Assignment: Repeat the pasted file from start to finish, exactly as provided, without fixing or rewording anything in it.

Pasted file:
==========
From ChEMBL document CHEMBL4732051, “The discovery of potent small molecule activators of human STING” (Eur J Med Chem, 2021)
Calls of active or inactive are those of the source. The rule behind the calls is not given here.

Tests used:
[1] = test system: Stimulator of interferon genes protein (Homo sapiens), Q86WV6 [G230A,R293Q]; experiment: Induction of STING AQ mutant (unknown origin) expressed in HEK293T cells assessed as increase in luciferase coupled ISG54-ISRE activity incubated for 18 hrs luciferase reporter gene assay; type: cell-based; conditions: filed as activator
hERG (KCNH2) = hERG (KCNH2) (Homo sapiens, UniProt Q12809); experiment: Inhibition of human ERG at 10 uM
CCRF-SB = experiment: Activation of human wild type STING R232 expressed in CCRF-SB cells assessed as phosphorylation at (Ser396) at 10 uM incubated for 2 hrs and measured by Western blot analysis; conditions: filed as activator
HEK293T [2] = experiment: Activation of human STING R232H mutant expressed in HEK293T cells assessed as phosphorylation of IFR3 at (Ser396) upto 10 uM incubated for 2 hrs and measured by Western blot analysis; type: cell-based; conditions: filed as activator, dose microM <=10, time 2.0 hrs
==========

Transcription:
From ChEMBL document CHEMBL4732051, “The discovery of potent small molecule activators of human STING” (Eur J Med Chem, 2021)
Calls of active or inactive are those of the source. The rule behind the calls is not given here.

Tests used:
[1] = test system: Stimulator of interferon genes protein (Homo sapiens), Q86WV6 [G230A,R293Q]; experiment: Induction of STING AQ mutant (unknown origin) expressed in HEK293T cells assessed as increase in luciferase coupled ISG54-ISRE activity incubated for 18 hrs luciferase reporter gene assay; type: cell-based; conditions: filed as activator
hERG (KCNH2) = hERG (KCNH2) (Homo sapiens, UniProt Q12809); experiment: Inhibition of human ERG at 10 uM
CCRF-SB = experiment: Activation of human wild type STING R232 expressed in CCRF-SB cells assessed as phosphorylation at (Ser396) at 10 uM incubated for 2 hrs and measured by Western blot analysis; conditions: filed as activator
HEK293T [2] = experiment: Activation of human STING R232H mutant expressed in HEK293T cells assessed as phosphorylation of IFR3 at (Ser396) upto 10 uM incubated for 2 hrs and measured by Western blot analysis; type: cell-based; conditions: filed as activator, dose microM <=10, time 2.0 hrs